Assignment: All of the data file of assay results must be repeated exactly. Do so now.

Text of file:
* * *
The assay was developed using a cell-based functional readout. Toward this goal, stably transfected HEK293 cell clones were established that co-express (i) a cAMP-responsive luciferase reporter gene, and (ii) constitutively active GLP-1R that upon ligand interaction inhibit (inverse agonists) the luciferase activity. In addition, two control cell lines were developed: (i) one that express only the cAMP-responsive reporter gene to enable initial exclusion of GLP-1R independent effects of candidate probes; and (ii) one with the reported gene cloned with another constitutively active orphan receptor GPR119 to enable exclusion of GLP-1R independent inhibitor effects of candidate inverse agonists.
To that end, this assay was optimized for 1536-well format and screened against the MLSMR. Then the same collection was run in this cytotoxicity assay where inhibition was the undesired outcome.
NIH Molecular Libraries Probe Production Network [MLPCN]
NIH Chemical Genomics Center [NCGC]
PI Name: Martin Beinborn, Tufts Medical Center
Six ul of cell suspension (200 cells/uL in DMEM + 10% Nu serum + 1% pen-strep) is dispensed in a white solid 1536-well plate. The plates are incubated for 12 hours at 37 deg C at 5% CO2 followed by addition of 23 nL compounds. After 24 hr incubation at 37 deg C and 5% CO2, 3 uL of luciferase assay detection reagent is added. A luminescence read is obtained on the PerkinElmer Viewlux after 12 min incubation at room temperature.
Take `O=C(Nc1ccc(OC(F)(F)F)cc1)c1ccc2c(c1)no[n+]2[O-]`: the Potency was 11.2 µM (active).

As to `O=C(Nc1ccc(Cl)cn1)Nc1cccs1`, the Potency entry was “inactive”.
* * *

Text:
The assay was developed using a cell-based functional readout. Toward this goal, stably transfected HEK293 cell clones were established that co-express (i) a cAMP-responsive luciferase reporter gene, and (ii) constitutively active GLP-1R that upon ligand interaction inhibit (inverse agonists) the luciferase activity. In addition, two control cell lines were developed: (i) one that express only the cAMP-responsive reporter gene to enable initial exclusion of GLP-1R independent effects of candidate probes; and (ii) one with the reported gene cloned with another constitutively active orphan receptor GPR119 to enable exclusion of GLP-1R independent inhibitor effects of candidate inverse agonists.
To that end, this assay was optimized for 1536-well format and screened against the MLSMR. Then the same collection was run in this cytotoxicity assay where inhibition was the undesired outcome.
NIH Molecular Libraries Probe Production Network [MLPCN]
NIH Chemical Genomics Center [NCGC]
PI Name: Martin Beinborn, Tufts Medical Center
Six ul of cell suspension (200 cells/uL in DMEM + 10% Nu serum + 1% pen-strep) is dispensed in a white solid 1536-well plate. The plates are incubated for 12 hours at 37 deg C at 5% CO2 followed by addition of 23 nL compounds. After 24 hr incubation at 37 deg C and 5% CO2, 3 uL of luciferase assay detection reagent is added. A luminescence read is obtained on the PerkinElmer Viewlux after 12 min incubation at room temperature.
Take `O=C(Nc1ccc(OC(F)(F)F)cc1)c1ccc2c(c1)no[n+]2[O-]`: the Potency was 11.2 µM (active).

As to `O=C(Nc1ccc(Cl)cn1)Nc1cccs1`, the Potency entry was “inactive”.